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Leaf underside. Copyright ATH
Leaves and inflorescence. Copyright ATH
Bud and leaf sheath. Copyright ATH
Inflorescence. Copyright ATH
Stem cross-section. Copyright ATH
Habit. Copyright ATH
Cecropia peltata L.
Linnaeus, C. von (1759) Systema Naturae, Editio Decima 2: 1286. Type: Jamaica.
Trumpet Tree; Snakewood
Fast growing tree to 20 m tall. Stems distinctly hollow, sometimes with pores that enable ants to enter and nest. Stilt roots may be present from 1 m up trunk. Leaf scars are obvious.
Large leaves resembling paw-paw, with 12 deep lobes up to halfway towards base, margins wavy. Midrib distinctly raised near base but flat towards midle and apex. Underside pale, minutely hairy; top side darker, scabrous. Stipules large, bifurcate, hairy, to 15 cm long, green turning pale brown when about to fall. Base of petiole is swollen and has a mass of glands turning black with age, where ants feed.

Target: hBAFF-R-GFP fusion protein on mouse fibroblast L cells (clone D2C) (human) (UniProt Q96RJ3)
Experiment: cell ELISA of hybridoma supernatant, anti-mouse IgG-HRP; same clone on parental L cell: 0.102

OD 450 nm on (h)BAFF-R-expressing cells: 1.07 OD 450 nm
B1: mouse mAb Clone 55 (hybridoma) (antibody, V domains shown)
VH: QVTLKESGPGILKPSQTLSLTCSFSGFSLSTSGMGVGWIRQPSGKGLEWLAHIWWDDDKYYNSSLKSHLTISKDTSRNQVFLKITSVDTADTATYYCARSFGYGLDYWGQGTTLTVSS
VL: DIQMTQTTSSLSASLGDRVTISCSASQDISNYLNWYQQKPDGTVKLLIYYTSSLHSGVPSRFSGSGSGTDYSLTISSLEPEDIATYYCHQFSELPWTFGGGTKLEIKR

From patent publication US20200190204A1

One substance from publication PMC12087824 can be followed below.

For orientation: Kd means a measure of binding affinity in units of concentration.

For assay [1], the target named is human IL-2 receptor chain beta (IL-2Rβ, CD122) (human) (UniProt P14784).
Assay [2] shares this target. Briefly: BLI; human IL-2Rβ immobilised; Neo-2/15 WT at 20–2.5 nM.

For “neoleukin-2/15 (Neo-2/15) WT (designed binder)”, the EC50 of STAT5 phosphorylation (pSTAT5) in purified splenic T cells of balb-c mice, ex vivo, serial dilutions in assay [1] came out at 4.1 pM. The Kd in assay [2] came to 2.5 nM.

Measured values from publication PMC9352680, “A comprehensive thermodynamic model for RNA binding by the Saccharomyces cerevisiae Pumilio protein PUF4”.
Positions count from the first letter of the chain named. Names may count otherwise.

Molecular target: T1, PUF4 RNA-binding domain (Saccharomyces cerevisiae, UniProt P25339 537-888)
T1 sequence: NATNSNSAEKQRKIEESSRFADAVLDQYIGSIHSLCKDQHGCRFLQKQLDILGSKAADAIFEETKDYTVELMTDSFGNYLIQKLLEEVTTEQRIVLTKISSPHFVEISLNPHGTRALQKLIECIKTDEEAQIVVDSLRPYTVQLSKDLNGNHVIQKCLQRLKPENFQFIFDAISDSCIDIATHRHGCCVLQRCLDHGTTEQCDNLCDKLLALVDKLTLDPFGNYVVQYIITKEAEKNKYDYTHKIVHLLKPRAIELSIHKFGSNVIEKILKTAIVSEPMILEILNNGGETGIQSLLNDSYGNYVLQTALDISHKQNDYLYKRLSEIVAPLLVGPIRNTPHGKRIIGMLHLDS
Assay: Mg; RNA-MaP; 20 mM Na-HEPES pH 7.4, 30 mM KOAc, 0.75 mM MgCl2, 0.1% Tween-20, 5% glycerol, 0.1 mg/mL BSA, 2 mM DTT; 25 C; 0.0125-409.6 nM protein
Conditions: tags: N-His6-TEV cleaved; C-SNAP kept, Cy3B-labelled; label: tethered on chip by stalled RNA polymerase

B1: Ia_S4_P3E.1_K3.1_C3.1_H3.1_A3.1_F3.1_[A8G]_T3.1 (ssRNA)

Male and female flowers occur on different plants. Male flowers in umbellate culsters of spikes 10-18 cm long in culsters of 3-9. Female flowers in spikes 17-30 cm long, in clusters of 2-4.
Features not abailable.
Distribution and Ecology
Only known naturalised occurence was near Mission Beach, the plants were destroyed. Most likely to be found in wetter habitats such as riparian zones and dry rainforest remnants.
Introduced Class 1 weed species, rarely naturalised in North Queensland. Occasional garden plants are found in Mackay, Cairns and Brisbane. Qld Govt (2008).